This page contains a single entry from the blog posted on June 9, 2011 9:39 PM. The previous post in this blog was Oregon says it's still testing air for radiation. The next post in this blog is Fukushima radwater filter system sounds unlikely. Many more can be found on the main index page or by looking through the archives.

E-mail, Feeds, 'n' Stuff

Thursday, June 9, 2011

Climate-controlled entertainment

One of the great things about Rose Festival weather is how perfect it is for watching the final throes of the winter indoor sports seasons on the tube. If we were sweltering in 90-degree heat somewhere, it might be hard to get psyched to watch guys play ice hockey and air-conditioned hoops. But when a great day is mostly-dry-might-break-70, settling down in front of the NBA or NHL finals seems pretty natural, even if there is daylight blasting through the window during the first half of a night game.

We recall the NBA playoffs in the early '80s, when matters dragged out into late June, and even Portlanders gave up and went out in the yard rather than watch the season's denouement. The league eventually wised up and moved to the schedule we have now.

This year, both sports have produced entertaining final rounds, with 2-2 ties heading into this evening's action. In basketball, Dallas won tonight at home over Miami, sending that series back for a game or two in Florida starting on Sunday. Each team has won one game on its opponent's court, and so Dallas has the advantage. But it's one game at a time at this point, and there seems no chance that one or more of the Miami Big Three isn't going to play out of his mind this weekend. The series seems likely to head to a single-game showdown on Tuesday.

Meanwhile, on the ice, the real Vancouver won the first two games at home, then dropped two to Boston back in Beantown. The way the hockey playoffs work, the venue shifts back and forth for each game from here on out. So they'll play in Vancouver tomorrow night, Boston on Monday, and if there is a Game 7, in Vancouver on Wednesday. By then, June will be half over, but the games that have entertained us through the darkest months will finally have been brought to a close for another year.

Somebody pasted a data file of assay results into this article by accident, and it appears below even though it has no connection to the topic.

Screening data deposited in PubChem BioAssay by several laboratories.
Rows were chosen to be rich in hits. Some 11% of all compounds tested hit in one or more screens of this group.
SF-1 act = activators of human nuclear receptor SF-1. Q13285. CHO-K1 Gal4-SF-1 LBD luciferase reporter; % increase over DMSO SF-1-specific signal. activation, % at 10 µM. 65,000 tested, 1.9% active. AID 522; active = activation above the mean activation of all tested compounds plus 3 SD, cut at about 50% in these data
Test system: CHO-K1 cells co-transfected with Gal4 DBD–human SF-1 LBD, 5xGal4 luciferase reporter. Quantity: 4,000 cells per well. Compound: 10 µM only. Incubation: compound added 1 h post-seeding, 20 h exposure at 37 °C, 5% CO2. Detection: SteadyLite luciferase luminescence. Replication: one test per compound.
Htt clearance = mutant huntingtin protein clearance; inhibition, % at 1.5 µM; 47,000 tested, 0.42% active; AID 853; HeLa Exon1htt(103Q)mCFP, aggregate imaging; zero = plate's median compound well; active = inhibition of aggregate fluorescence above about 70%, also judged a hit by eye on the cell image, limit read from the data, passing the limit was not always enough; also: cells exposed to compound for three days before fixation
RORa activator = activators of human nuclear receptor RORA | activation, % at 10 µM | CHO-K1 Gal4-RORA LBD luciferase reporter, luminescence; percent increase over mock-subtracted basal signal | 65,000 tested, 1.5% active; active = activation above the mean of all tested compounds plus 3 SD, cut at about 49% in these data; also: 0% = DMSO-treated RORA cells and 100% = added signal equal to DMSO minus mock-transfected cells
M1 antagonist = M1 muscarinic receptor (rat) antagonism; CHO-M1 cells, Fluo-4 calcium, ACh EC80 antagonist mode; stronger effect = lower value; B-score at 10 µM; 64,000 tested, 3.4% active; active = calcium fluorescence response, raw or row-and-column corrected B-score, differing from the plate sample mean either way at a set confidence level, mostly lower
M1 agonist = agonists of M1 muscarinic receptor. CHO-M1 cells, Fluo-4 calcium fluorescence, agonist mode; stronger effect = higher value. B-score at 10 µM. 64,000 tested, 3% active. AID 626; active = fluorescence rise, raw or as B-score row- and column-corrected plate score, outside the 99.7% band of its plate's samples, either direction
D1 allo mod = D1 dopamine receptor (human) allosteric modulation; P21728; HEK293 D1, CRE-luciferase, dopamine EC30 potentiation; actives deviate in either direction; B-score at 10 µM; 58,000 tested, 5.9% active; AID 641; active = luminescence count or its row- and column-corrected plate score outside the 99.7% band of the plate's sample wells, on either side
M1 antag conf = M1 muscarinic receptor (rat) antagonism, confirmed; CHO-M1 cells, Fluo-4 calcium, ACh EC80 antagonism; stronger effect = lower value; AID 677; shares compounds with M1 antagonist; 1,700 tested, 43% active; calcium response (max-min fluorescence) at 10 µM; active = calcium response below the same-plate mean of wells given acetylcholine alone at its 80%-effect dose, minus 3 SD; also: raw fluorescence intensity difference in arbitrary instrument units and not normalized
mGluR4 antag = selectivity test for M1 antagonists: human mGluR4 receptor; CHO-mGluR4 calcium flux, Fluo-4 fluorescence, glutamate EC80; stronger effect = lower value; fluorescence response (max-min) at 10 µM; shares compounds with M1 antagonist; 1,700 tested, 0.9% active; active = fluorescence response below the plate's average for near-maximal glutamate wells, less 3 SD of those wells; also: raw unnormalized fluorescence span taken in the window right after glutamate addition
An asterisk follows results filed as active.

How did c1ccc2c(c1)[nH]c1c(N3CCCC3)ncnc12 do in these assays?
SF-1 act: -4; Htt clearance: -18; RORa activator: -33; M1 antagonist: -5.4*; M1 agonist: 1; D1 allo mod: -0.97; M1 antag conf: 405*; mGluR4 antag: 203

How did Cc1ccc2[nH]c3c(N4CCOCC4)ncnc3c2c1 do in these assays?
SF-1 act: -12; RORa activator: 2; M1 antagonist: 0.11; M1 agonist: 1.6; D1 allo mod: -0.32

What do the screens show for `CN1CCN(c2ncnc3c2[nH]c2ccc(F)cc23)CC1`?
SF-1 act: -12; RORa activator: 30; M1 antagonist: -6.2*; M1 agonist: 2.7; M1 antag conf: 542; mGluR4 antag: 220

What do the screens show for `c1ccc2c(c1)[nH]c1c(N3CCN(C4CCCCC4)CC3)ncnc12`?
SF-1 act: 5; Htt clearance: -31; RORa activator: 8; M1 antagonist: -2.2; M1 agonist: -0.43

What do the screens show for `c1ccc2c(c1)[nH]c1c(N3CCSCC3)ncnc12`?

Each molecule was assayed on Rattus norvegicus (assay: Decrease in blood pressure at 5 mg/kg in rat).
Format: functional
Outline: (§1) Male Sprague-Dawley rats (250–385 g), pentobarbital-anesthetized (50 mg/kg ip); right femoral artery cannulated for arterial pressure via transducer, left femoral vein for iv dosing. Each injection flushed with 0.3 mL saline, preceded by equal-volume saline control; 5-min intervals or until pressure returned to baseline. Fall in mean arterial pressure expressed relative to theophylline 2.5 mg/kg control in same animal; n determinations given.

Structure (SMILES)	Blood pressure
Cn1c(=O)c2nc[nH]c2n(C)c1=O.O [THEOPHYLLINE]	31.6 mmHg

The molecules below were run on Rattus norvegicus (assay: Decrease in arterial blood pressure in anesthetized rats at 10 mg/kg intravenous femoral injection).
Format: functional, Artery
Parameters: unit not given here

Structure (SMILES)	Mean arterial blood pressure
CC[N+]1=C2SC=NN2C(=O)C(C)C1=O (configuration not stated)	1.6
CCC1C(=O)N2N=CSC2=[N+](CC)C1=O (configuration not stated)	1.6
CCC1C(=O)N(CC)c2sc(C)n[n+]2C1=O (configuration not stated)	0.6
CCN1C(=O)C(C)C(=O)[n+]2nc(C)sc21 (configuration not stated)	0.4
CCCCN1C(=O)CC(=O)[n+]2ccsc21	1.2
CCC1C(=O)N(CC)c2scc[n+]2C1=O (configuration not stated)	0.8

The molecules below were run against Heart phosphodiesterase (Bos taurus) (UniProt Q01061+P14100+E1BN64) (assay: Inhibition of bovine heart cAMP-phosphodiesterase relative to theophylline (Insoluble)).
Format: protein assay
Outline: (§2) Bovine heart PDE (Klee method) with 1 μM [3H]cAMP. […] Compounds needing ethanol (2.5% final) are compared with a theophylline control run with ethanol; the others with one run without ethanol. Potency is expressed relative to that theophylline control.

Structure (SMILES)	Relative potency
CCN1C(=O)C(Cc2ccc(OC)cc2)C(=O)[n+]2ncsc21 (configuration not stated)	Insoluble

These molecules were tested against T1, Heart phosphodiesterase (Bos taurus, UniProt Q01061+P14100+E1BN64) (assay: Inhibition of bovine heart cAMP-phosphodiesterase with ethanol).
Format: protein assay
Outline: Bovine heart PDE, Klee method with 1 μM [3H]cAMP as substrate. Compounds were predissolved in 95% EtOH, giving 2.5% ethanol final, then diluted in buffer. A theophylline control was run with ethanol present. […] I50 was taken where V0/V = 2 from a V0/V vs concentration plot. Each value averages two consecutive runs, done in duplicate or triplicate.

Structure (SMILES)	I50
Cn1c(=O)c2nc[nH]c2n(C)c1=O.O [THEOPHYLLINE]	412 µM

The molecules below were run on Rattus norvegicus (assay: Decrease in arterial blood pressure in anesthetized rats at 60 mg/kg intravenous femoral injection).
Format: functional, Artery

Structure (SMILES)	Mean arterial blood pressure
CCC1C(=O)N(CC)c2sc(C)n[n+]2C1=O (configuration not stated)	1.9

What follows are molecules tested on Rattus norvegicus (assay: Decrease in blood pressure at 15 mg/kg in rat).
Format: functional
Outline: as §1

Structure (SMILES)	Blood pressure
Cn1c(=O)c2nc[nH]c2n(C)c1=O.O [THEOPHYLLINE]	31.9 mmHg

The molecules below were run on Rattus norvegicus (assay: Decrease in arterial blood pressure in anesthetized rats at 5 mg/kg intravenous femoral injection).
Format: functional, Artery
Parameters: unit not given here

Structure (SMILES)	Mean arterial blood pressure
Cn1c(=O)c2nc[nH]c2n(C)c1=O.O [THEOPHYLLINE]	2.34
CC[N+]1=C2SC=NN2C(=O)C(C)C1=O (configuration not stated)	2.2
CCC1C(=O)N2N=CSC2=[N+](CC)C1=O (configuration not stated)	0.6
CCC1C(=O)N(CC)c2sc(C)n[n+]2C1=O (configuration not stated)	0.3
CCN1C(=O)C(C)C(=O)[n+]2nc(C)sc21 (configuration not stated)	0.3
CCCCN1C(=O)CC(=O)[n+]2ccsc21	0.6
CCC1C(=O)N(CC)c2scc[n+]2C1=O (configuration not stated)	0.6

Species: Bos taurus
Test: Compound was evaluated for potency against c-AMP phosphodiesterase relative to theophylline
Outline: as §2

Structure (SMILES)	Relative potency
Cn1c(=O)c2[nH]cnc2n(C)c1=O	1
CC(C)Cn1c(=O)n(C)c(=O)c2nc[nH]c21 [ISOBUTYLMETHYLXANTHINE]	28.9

We're definitely rooting for the Canucks, although they looked pretty anemic the last couple of games. In hoops, either outcome is o.k., but tonight we noticed that we're pulling slightly for the Mavericks. We still don't hate Miami, but they aren't exactly lovable, either.

Comments (7)

The Canucks will erupt offensively like a hungry orca on the Bruins -- though goalie Thomas has been playing huge for Boston. Canucks in 7, I say. Let loose The Green Men!

NBA? (yawn) I don't know what would be worse: seeing King James and his Court triumph or having Mark Cuban capture it. I liked Cuban better when he was working in that Dairy Queen. I admire Nowitzki's career accomplishments and his display in these playoffs, for sure. Good for him. I was pulling for OKC, though.

That Canucks/Bruins series has been fantastic! Go Nucks!

Go Canucks Go!

Basically, the Canucks played like the Canucks in games 1 & 2. Then, after the Aaron Rome hit in Game 3, Boston started to goon it up... which, for a team like Vancouver and the Sedin twins, is like kryptonite.

They need to settle back in and realize hey, we have these skill players like the Swedish twins, Keslord, "watch out or I'll bite ya" Burrows and instead of focusing on TRYING to hit, rely on skill.

Dirk Noweakside is amazing.

Not to nitpick – it only comes to mind because I was a sportswriter and covered several NBA Finals during the ‘80s – but in the early ‘80s the finals generally took place way, way before they do now. In 1981, they ran May 5-14. In 1983, from May 22-31. The latest any series ended in the early ‘80s was in 1984, when the Celtics and Lakers went seven and wrapped up on June 12. The playoffs didn’t really drift into late June until 1988, when the Lakers and Pistons started on June 7 and ended a seven-game series on June 21. I believe the latest-starting (and finishing) series was in 1999, when the Spurs and Knicks tipped off on June 16 and ended on June 25. It was a five-game series, but if it had gone seven would have ended on the last day of June! Anyway, you’re right that they have been drifting back in the other direction lately. Since 2005, the starting date has gone from June 9 to June 8 to June 5 to June 4 to June 3 and then to May 31 this year. Agree with you: A good trend!

Thanks for helping me with the timeline. I distinctly remember abandoning some of the early '80s series, but it might have been because the Portland weather broke early. And I do definitely recall a series or two that almost made it to Fourth of July.

Nowitzki leads Mavs to brink of title
By Dan Wetzel, Yahoo! Sports

Clicky Web Analytics